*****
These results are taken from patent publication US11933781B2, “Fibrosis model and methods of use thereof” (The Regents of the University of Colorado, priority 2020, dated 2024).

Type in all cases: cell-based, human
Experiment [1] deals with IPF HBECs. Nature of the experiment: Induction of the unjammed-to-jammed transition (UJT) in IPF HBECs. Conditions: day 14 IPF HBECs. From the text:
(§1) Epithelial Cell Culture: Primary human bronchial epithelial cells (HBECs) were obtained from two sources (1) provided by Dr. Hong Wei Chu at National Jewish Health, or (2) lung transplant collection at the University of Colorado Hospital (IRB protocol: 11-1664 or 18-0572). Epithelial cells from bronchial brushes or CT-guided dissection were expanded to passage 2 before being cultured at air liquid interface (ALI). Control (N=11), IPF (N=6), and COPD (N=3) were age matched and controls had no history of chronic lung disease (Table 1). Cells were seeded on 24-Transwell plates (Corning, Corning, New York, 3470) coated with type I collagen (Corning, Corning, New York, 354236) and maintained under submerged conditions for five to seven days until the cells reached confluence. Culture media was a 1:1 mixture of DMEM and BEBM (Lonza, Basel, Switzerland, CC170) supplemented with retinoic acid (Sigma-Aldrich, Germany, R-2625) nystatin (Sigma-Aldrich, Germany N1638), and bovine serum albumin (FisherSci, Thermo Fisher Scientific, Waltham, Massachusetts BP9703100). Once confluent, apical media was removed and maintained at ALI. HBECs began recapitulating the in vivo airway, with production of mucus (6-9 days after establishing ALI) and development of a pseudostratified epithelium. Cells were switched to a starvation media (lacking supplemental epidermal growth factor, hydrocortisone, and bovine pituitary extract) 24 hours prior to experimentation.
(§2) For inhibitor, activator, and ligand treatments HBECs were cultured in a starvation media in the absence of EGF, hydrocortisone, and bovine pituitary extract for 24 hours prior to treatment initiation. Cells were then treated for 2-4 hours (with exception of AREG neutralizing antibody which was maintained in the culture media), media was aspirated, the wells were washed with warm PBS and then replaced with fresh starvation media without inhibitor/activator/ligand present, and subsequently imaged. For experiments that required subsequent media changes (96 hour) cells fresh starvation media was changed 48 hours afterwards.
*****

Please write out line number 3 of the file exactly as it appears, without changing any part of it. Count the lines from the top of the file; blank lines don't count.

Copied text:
Experiment [1] deals with IPF HBECs. Nature of the experiment: Induction of the unjammed-to-jammed transition (UJT) in IPF HBECs. Conditions: day 14 IPF HBECs. From the text: